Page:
Monday, June 25, 2007

Whose Buying Anyway? Redux

Great set of stats and corresponding report released recently by the Government of BC.

Let's see if we can make some sense of the stats.

I'm not sure why I've been having such a hard time finding more current income levels for the CRD. Apparently I'm not the only one. Gov.bc.ca has 2000 numbers. City hall has 2003 numbers (which are actually less than the 2000 GovBC numbers). Anyway, if you live in the capital and are a member of the defined family group (meaning married, with or without children, or unmarried with a child) there is a good chance you make just slightly more than your peers elsewhere in BC.

What if you're not married or don't fit into the above? Well the numbers change a bit when you factor in whether or not you work.

It seems fitting that we in the CRD seem to work a bit less than our provincial counterparts, except that those of us who do work 'enjoy' full-time work more than the rest of BC. We seem to have a few more entrepreneurs amongst us too. What 's telling though, is less of us here in the capital make more employment income. This means our wages are less and that 'family income' isn't indicative of employment; rather much of it may come from RE and other investment income.

So we know that employment and investment income isn't a part of the astronomical RE prices in Victoria. After all, when is the last time you heard a bull proclaim "we're all just making so much money these days; it's got to go somewhere?" Nope, Bull lines of the Bubble are "everyone wants to be here. People are coming in droves. Don't you see all the foreign license plates?"

Well apparently that's simply not true. We in Victoria trail the rest of BC by 0.5%. Who leads? Shuswap Lakes, Squamish and the rest of the Okanagan. Turns out when people want cottages and other secondary homes, they buy not in cities, but where other cottages and secondary homes can be found. But the most telling stat is over the past 10 years our average population growth rate hasn't changed at all. Put that in your pipe and smoke it Bulls.

And because no post on HHV is complete without a current RE price rant I give you this dandy chart:

I'd like to point out that in 2001 (6 years ago, before the boom) 19% of homeowners were spending more than 30% of their gross income on their housing costs. Think that number has gone up at all? Renters were obviously higher. But guess what? Rents only climbed from $726 to $892 or 19% compared to almost 100% increases in housing ownership costs.

9 comments:

Anonymous said...

Hi, Nice stuff. I found a cool news widget for our blogs at www.widgetmate.com. Now I can show the latest news on my blog. Worked like a breeze.

greg said...

hhv-

nice stats, I particularly like the rent has increased 19% while ownership cost has increased 100% stat. Sounds sustainable to me.

Anyway, in case you care, I accepted the tag and attempted to put an arm lock on Aastra over you know where...

Anonymous said...

This is interesting ...

A great house one a great street in Oak Bay just sold for $150,000 under asking. Views everything.

Isn't that something. I had never seen that before.

vg said...

"A great house one a great street in Oak Bay just sold for $150,000 under asking. Views everything.

Isn't that something. I had never seen that before. "


Not sure if you saw a post of mine the other day,a big one in the Uplands after over a year on the market sold for $400,000 below asking. $2.75 ask ,sold at $2.3 mil.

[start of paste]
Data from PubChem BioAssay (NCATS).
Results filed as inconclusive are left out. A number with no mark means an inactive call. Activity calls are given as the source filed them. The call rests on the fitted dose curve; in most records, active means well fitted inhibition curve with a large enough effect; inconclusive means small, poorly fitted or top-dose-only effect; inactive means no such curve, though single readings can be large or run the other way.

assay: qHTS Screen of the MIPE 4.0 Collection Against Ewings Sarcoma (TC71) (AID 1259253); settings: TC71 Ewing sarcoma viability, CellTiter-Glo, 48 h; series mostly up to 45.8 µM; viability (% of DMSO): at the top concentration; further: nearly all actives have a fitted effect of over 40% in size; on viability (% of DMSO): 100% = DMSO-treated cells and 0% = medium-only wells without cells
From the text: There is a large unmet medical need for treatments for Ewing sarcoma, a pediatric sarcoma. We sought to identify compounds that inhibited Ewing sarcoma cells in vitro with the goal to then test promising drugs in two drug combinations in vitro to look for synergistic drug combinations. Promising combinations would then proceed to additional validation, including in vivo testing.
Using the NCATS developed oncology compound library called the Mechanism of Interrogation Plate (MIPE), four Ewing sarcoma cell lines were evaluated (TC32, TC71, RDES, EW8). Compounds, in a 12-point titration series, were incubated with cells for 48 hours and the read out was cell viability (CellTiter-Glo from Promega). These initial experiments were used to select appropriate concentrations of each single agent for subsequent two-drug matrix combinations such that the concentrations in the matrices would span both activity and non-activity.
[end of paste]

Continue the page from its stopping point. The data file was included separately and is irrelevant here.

Anonymous said...

VG,

Saw it. Another house just sold in Broadmead. $100,00 below asking. Again it was a great house. One of the nicest in Broadmead.

Well...

Anonymous said...

Guys, it's most interesting to hear about these selling price reductions but if you can, please tell us the asking prices and selling prices in order to bring some relevance to the whole exercise;).

VicREBear

hhv said...

On some of these high end homes $100K drops can be just a few % of asking prices... I agree, list to sales price ratios are important

Anonymous said...

Sorry! Maybe these price drops are not relevant. All I know is that last year high end homes were selling within days and multiple offers and well over asking.

$3,890,000 dropped to $3,250,000 ($640,000 under asking) This has not sold - it was just a price change.

VG
3045 Beach was sold then the buyer changed his mind - sold again and then the 2nd buyer changed his mind. This happened within 2 days. The Property has been on the market for over a year. Now it is back on the market. (Originally sold for $400,000 Under asking) but it is back on.

$1,500,000 sold for $1,350,000 ($150,000 under asking)

$1,195,000 sold for $1,100,000 ($95,000 under asking).

Yes ithey are all million dollar plus properties. Often things start collapsing at the top. My RE just told me today that Albertans, Torontonians and Europeans are buying up all the property in Victoria. Where are they? Who are they?

Apparently "The Falls" is 90% sold out. To who? No Victoria is not over building (because it was being compared to Vancouver).

He says the market is not changing. Where are the multiple offers???? Why are there price declines?

I am fed up with these RE agents and their bulls--t. I just don't think I can talk to another one again. I was the one who had a real estate agent tell me the best thing I could do for my children would be to buy a house selling for 1.3 million (with rat s__t in the basement) - when I told him it was too much money. They are smug and make you feel bad if you don't have the money. They are a bunch of used car salesmen.

I just can't take it anymore.

(thanks for listening to my rant - I shall have a cup of tea).

olives said...

In the past couple weeks an aquaintance of mine purchased house that was listed at $670,000 for $640,000. I don't know if that is a substantial reduction in that price range or not. I think he was expecting a counteroffer, but got none.